The novel coronavirus and its associated disease COVID-19, has begun a steady course of infections in the UK this week, with 163 total cases reported by the Government. Officials recorded a significant leap in cases overnight yesterday, with a total of 48 from Thursday to Friday.
People have had varied reactions to the virus’ entry and establishment in the UK.
Some have dismissed the danger of COVID-19 as “just another virus” while others have responded with panic.
Many people scared of the virus have donned face masks which cover their mouths and nose, two potential pathways for the coronavirus to enter the body.
Companies have produced a range of coverings, from run-of-the-mill surgical masks to the ventilated kind.
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As the outbreak has taken off around the world, many people have opted for the N95 mask.
Speaking to Express.co.uk, Dr Jonas Nilsen of travel vaccination company Practio said these masks provide the most comprehensive protection from COVID-19.
He said: “Facial masks must be of the N95-type, which block 95 percent of small particles.
“The masks do provide some protection as evidenced by the fact that the Australian government has released 500,000 N95-masks to be worn by frontline staff in Australian GP-practices.”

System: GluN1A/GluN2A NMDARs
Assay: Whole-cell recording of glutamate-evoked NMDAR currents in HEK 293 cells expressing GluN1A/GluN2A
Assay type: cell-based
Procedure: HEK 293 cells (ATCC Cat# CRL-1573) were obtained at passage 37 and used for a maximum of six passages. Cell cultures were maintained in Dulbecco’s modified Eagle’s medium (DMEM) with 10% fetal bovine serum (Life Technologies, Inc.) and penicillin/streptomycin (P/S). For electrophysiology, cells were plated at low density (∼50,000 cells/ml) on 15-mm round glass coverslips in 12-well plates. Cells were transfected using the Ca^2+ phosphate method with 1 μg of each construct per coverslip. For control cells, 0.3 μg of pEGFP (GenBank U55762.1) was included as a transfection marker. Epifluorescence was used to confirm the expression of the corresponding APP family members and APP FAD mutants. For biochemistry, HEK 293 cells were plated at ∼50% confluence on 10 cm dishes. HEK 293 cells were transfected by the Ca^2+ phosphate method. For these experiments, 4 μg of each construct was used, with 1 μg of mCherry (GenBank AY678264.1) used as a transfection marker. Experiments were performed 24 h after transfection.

“Paper masks do not provide much protection against inhaled droplets but might limit the spread from infected individuals to some extent.
“Military gas masks intended for biochemical warfare will obviously provide good protection but is probably not a feasible option for the mass population.”
While Brits would be well-served with the N95 mask, the model is not currently available in the UK.
The American-made mask is either sold out or completely unavailable due to region restrictions, meaning most people in the UK cannot get their hands on it.
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Instead, Europe has a close contender in the FFP2 and FFP3 masks, which use the same method of ventilation but with reduced effectiveness.
Dr Nilsen added: “The closest equivalent to the N95 mask is the FFP2, as the respirator in the N95 mask filters at least 95 percent of particles while the FFP2 filters at least 94 percent of all particles.
“The FFP3 filters a minimum of 99 percent of particles.
“Brits should look for the FFP2 or FFP3 mask, as these are the European equivalents of the N95 mask which is American.
“This also explains why it’s been difficult to get a hold of the N95 mask, whereas the FFP2/FFP3 mask may be more accessible for people in the UK.”
While masks can help to reduce the chances of infection, health officials currently do not recommend people use them.
Public Health England (PHE) and the Government have urged good personal hygiene practices over protective masks or gloves.
They advise people wash their hands for 20 seconds at a time or regularly use hand sanitiser, as well as observing the “catch it, bin it, kill it” campaign, which asks people to blow their nose, dispose of the tissue and clean their hands.
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